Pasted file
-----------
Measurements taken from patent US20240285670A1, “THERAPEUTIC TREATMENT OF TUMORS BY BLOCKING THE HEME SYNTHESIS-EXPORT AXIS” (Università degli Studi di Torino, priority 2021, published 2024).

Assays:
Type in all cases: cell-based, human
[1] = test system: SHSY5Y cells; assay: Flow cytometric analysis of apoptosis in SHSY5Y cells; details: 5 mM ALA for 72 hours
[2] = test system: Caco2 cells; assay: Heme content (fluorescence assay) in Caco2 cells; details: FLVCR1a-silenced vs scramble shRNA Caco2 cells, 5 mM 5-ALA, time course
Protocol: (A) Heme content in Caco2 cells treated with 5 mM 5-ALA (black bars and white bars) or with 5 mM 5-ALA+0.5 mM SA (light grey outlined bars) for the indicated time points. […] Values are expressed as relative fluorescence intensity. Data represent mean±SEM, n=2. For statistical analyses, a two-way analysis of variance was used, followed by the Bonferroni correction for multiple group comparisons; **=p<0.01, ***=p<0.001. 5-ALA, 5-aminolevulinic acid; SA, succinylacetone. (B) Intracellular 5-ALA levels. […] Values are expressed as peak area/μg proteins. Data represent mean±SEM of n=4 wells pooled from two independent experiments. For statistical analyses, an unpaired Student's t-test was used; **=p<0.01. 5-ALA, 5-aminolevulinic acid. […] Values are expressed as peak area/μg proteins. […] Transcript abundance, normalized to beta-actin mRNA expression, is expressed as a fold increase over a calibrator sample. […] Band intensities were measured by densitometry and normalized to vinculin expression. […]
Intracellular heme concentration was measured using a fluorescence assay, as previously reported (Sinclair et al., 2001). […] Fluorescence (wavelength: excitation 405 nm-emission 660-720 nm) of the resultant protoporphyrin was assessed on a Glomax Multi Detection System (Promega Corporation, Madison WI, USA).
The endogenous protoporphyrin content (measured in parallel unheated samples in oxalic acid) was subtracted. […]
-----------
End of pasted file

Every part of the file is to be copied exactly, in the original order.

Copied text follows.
Measurements taken from patent US20240285670A1, “THERAPEUTIC TREATMENT OF TUMORS BY BLOCKING THE HEME SYNTHESIS-EXPORT AXIS” (Università degli Studi di Torino, priority 2021, published 2024).

Assays:
Type in all cases: cell-based, human
[1] = test system: SHSY5Y cells; assay: Flow cytometric analysis of apoptosis in SHSY5Y cells; details: 5 mM ALA for 72 hours
[2] = test system: Caco2 cells; assay: Heme content (fluorescence assay) in Caco2 cells; details: FLVCR1a-silenced vs scramble shRNA Caco2 cells, 5 mM 5-ALA, time course
Protocol: (A) Heme content in Caco2 cells treated with 5 mM 5-ALA (black bars and white bars) or with 5 mM 5-ALA+0.5 mM SA (light grey outlined bars) for the indicated time points. […] Values are expressed as relative fluorescence intensity. Data represent mean±SEM, n=2. For statistical analyses, a two-way analysis of variance was used, followed by the Bonferroni correction for multiple group comparisons; **=p<0.01, ***=p<0.001. 5-ALA, 5-aminolevulinic acid; SA, succinylacetone. (B) Intracellular 5-ALA levels. […] Values are expressed as peak area/μg proteins. Data represent mean±SEM of n=4 wells pooled from two independent experiments. For statistical analyses, an unpaired Student's t-test was used; **=p<0.01. 5-ALA, 5-aminolevulinic acid. […] Values are expressed as peak area/μg proteins. […] Transcript abundance, normalized to beta-actin mRNA expression, is expressed as a fold increase over a calibrator sample. […] Band intensities were measured by densitometry and normalized to vinculin expression. […]
Intracellular heme concentration was measured using a fluorescence assay, as previously reported (Sinclair et al., 2001). […] Fluorescence (wavelength: excitation 405 nm-emission 660-720 nm) of the resultant protoporphyrin was assessed on a Glomax Multi Detection System (Promega Corporation, Madison WI, USA).
The endogenous protoporphyrin content (measured in parallel unheated samples in oxalic acid) was subtracted. […]